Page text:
Fetal ECS Ultrasound Images

I (Danae) am a Perinatologist by training (perinatology is a subspecialty of Ob/Gyn which specializes in the care of women with high risk pregnancies.) As part of that training and practice I have a lot of experience doing ultrasounds, and have not been able to resist my curiosity to see fetal puppies. All these pictures have been taken of English cocker pregnancies, mostly of my own dogs, but also dogs belonging to my friends who have humored me.

A couple of important things to know about ultrasound pictures are that fluids (like blood, or amniotic fluid) show up as black, and bones (at least once they have some calcium in them) show up as bright white. Other tissues are usually somewhere in between, in shades of grey. Ultrasound takes pictures which are a 2-dimensional "slice" through a solid form. Its like taking a slice out of a loaf of bread and looking at it. It also takes some patience to get used to looking at ultrasound pictures. At first they may just look like grey mush, but as you get more experienced they start to make sense. So, have patience with yourself if you can't see what I say is there!

 

 

21 days after the first breeding is the first time I have been able to see actual puppies. This embryo is 3mm long but had a heartbeat. The little stars you will see on some of these pictures are how you can measure something you see on an ultrasound picture. So if there are stars, that is usually the important part of the picture....

 

 

Here you can see 2 sacs next to each other. Dogs have a bicornuate uterus, which means the uterus is divided into two horns, one on each side of the belly. Puppies in their sacs tend to be arranged up each horn like peas in a pod.

 

 

 

At 25 days, the embryo measures 7.5 mm long.

 

 

This is the embryo at 33 days. It now measures 2 cm (not quite an inch) long.

 

 

You can start to see a hint of the front and back legs of the puppy. At this point the head takes up about 1/2 the length of the puppy. The head is to the left, the body to the right, and you can see the beginning of rear legs fairly clearly to the far right of the fetus.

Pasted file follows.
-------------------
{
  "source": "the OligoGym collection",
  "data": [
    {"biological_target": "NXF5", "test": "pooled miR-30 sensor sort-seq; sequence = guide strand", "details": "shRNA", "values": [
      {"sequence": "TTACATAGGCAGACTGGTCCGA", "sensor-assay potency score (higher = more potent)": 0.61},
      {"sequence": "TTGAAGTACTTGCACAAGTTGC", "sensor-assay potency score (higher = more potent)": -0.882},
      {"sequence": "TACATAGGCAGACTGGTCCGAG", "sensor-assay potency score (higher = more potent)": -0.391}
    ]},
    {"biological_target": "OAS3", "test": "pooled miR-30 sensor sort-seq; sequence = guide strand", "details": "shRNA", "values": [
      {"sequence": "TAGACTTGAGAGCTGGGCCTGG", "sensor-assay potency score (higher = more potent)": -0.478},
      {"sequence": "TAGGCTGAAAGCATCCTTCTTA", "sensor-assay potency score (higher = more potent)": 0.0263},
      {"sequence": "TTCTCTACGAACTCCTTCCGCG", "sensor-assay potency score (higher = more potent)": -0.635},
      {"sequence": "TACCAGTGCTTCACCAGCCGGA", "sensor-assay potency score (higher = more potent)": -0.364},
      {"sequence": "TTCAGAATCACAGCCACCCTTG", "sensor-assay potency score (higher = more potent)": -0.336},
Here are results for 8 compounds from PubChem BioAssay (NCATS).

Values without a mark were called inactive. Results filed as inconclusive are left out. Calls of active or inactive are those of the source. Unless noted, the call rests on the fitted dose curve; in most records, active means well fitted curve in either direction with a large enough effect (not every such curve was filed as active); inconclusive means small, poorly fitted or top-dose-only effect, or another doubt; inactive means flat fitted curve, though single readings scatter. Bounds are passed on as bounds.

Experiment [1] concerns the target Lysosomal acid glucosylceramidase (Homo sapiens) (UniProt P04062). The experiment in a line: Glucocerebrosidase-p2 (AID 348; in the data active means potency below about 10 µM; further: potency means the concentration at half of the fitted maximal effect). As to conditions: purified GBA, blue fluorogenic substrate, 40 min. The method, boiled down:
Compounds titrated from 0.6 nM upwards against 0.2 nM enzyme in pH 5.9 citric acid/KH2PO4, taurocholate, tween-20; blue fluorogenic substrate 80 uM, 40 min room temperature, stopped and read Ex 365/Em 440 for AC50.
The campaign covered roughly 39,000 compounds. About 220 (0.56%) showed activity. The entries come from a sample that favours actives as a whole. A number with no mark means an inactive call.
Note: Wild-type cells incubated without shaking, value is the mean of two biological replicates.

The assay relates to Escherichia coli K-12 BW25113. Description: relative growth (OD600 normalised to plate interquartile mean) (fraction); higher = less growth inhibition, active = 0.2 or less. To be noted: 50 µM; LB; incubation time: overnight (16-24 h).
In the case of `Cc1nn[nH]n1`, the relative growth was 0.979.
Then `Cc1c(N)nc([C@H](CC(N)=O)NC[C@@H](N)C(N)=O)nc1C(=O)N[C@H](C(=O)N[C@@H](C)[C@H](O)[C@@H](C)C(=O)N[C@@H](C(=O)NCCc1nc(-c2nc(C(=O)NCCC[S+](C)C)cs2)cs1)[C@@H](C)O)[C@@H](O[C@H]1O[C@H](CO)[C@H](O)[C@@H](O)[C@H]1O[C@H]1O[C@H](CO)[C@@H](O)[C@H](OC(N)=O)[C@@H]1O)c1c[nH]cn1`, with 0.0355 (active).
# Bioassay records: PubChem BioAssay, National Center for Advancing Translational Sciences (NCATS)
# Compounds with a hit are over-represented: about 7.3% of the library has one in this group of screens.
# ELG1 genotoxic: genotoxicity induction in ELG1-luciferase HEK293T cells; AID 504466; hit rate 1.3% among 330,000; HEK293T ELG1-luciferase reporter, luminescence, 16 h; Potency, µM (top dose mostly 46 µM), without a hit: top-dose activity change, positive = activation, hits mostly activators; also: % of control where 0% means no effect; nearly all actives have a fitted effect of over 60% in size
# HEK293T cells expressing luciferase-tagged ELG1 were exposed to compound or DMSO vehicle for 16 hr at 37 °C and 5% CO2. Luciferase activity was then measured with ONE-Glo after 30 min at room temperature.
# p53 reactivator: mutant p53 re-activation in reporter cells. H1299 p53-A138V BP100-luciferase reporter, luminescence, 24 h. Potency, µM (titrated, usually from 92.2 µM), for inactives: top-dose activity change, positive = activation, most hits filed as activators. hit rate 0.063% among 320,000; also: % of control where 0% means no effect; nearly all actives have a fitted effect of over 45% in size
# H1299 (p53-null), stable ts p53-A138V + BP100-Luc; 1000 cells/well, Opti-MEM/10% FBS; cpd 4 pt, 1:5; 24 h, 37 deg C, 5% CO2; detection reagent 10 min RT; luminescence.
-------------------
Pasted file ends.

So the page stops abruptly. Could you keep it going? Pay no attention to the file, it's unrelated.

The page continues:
The heart rate is 221 beats per minute. This is a LOT faster than a human embryo of the same size. A human embryo would have a heart rate of about 100 bpm.

 

 

At this point (32-33 days), you can also see the early spine, which is visible here as the two roughly parallel white lines.

 

 

At 42 days the puppy's sacs are starting to look more crowded together. Here you can see 3 sacs.

 

 

You can start seeing a lot more anatomy at this point. This is a cross-section of the puppy's abdomen, right beneath the chest. The black circle is the puppy's stomach. It is black because it is filled with amniotic fluid which the puppy swallows.

 

 

This is a picture of the puppy's chest. You can see the ribs on the left side (remember, you are looking at a cross-section of ribs in this view, so they look like a row of white dots.) Within the chest is the heart which is black because it contains blood. The abdomen is on the right. Between the chest and abdomen is a line between the lighter shade of gray on the left and the slightly darker one on the right, which is the diaphragm, the muscle that separates the chest from the belly.

 

 

This is the puppy's face. You are looking at the bony skull (remember that bones show up as fairly bright white). The backskull is to the left. Then you can see an eye socket as you move right, and then the bones of the nose are to the right of the eye socket. The long thing stretching out in front of the nose is some other extraneous puppy part, probably part of a foreleg.